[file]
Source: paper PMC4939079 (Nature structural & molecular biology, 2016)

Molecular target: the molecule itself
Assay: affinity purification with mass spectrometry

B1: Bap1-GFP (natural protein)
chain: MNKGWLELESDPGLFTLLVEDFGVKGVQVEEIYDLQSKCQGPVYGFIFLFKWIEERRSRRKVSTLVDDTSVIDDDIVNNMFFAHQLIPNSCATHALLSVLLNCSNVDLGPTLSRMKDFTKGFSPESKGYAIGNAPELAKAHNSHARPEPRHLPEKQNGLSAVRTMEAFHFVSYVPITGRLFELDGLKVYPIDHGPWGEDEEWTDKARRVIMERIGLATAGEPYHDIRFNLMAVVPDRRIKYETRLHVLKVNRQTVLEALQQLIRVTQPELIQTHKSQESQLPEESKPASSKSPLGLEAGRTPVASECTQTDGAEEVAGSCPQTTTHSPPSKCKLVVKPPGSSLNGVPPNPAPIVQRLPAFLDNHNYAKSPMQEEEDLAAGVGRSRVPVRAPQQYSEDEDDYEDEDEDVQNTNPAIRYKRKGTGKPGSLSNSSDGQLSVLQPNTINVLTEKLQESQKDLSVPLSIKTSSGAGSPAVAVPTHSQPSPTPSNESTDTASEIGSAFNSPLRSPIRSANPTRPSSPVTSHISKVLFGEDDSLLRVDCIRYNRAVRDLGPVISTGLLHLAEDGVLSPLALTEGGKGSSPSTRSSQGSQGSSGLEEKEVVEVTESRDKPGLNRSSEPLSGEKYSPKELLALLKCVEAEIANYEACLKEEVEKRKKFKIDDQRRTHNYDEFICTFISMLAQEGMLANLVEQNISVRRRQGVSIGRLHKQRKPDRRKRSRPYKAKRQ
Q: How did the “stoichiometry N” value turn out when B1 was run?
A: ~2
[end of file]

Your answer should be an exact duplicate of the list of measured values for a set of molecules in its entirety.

Source: paper PMC4939079 (Nature structural & molecular biology, 2016)

Molecular target: the molecule itself
Assay: affinity purification with mass spectrometry

B1: Bap1-GFP (natural protein)
chain: MNKGWLELESDPGLFTLLVEDFGVKGVQVEEIYDLQSKCQGPVYGFIFLFKWIEERRSRRKVSTLVDDTSVIDDDIVNNMFFAHQLIPNSCATHALLSVLLNCSNVDLGPTLSRMKDFTKGFSPESKGYAIGNAPELAKAHNSHARPEPRHLPEKQNGLSAVRTMEAFHFVSYVPITGRLFELDGLKVYPIDHGPWGEDEEWTDKARRVIMERIGLATAGEPYHDIRFNLMAVVPDRRIKYETRLHVLKVNRQTVLEALQQLIRVTQPELIQTHKSQESQLPEESKPASSKSPLGLEAGRTPVASECTQTDGAEEVAGSCPQTTTHSPPSKCKLVVKPPGSSLNGVPPNPAPIVQRLPAFLDNHNYAKSPMQEEEDLAAGVGRSRVPVRAPQQYSEDEDDYEDEDEDVQNTNPAIRYKRKGTGKPGSLSNSSDGQLSVLQPNTINVLTEKLQESQKDLSVPLSIKTSSGAGSPAVAVPTHSQPSPTPSNESTDTASEIGSAFNSPLRSPIRSANPTRPSSPVTSHISKVLFGEDDSLLRVDCIRYNRAVRDLGPVISTGLLHLAEDGVLSPLALTEGGKGSSPSTRSSQGSQGSSGLEEKEVVEVTESRDKPGLNRSSEPLSGEKYSPKELLALLKCVEAEIANYEACLKEEVEKRKKFKIDDQRRTHNYDEFICTFISMLAQEGMLANLVEQNISVRRRQGVSIGRLHKQRKPDRRKRSRPYKAKRQ
Q: How did the “stoichiometry N” value turn out when B1 was run?
A: ~2